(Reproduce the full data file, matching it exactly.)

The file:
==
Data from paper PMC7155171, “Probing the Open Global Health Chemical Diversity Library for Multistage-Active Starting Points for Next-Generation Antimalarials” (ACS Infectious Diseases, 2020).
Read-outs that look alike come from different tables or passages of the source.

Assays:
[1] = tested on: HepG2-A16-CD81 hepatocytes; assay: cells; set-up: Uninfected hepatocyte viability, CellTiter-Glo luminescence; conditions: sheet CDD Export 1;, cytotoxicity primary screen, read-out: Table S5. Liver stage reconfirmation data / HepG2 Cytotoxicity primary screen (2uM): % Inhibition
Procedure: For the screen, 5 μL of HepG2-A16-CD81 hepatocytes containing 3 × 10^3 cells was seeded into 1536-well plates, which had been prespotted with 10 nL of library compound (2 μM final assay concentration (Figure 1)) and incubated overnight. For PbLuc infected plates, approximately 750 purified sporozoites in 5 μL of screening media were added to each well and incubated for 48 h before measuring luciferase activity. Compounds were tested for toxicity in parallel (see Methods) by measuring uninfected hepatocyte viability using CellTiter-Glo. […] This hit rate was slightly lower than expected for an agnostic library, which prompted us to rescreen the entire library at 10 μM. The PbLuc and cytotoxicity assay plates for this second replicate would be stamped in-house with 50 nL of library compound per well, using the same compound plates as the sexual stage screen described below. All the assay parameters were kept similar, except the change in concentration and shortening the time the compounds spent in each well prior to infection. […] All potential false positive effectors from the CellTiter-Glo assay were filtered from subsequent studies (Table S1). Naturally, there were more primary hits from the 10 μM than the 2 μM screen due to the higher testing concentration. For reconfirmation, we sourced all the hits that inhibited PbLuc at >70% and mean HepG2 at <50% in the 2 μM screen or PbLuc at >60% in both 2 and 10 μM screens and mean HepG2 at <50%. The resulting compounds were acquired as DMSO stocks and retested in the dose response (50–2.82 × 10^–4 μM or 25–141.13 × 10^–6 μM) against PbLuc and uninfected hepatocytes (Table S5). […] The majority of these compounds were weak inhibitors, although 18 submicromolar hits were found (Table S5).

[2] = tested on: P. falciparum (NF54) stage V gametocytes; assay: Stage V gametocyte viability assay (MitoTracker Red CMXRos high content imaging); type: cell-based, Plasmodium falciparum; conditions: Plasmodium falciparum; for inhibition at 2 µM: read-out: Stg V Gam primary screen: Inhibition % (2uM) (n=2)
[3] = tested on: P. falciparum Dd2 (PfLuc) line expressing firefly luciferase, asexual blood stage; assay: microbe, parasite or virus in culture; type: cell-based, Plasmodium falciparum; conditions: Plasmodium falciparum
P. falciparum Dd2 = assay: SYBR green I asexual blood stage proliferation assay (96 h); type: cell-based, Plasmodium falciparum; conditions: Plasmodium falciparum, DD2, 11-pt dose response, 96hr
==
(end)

Data from paper PMC7155171, “Probing the Open Global Health Chemical Diversity Library for Multistage-Active Starting Points for Next-Generation Antimalarials” (ACS Infectious Diseases, 2020).
Read-outs that look alike come from different tables or passages of the source.

Assays:
[1] = tested on: HepG2-A16-CD81 hepatocytes; assay: cells; set-up: Uninfected hepatocyte viability, CellTiter-Glo luminescence; conditions: sheet CDD Export 1;, cytotoxicity primary screen, read-out: Table S5. Liver stage reconfirmation data / HepG2 Cytotoxicity primary screen (2uM): % Inhibition
Procedure: For the screen, 5 μL of HepG2-A16-CD81 hepatocytes containing 3 × 10^3 cells was seeded into 1536-well plates, which had been prespotted with 10 nL of library compound (2 μM final assay concentration (Figure 1)) and incubated overnight. For PbLuc infected plates, approximately 750 purified sporozoites in 5 μL of screening media were added to each well and incubated for 48 h before measuring luciferase activity. Compounds were tested for toxicity in parallel (see Methods) by measuring uninfected hepatocyte viability using CellTiter-Glo. […] This hit rate was slightly lower than expected for an agnostic library, which prompted us to rescreen the entire library at 10 μM. The PbLuc and cytotoxicity assay plates for this second replicate would be stamped in-house with 50 nL of library compound per well, using the same compound plates as the sexual stage screen described below. All the assay parameters were kept similar, except the change in concentration and shortening the time the compounds spent in each well prior to infection. […] All potential false positive effectors from the CellTiter-Glo assay were filtered from subsequent studies (Table S1). Naturally, there were more primary hits from the 10 μM than the 2 μM screen due to the higher testing concentration. For reconfirmation, we sourced all the hits that inhibited PbLuc at >70% and mean HepG2 at <50% in the 2 μM screen or PbLuc at >60% in both 2 and 10 μM screens and mean HepG2 at <50%. The resulting compounds were acquired as DMSO stocks and retested in the dose response (50–2.82 × 10^–4 μM or 25–141.13 × 10^–6 μM) against PbLuc and uninfected hepatocytes (Table S5). […] The majority of these compounds were weak inhibitors, although 18 submicromolar hits were found (Table S5).

[2] = tested on: P. falciparum (NF54) stage V gametocytes; assay: Stage V gametocyte viability assay (MitoTracker Red CMXRos high content imaging); type: cell-based, Plasmodium falciparum; conditions: Plasmodium falciparum; for inhibition at 2 µM: read-out: Stg V Gam primary screen: Inhibition % (2uM) (n=2)
[3] = tested on: P. falciparum Dd2 (PfLuc) line expressing firefly luciferase, asexual blood stage; assay: microbe, parasite or virus in culture; type: cell-based, Plasmodium falciparum; conditions: Plasmodium falciparum
P. falciparum Dd2 = assay: SYBR green I asexual blood stage proliferation assay (96 h); type: cell-based, Plasmodium falciparum; conditions: Plasmodium falciparum, DD2, 11-pt dose response, 96hr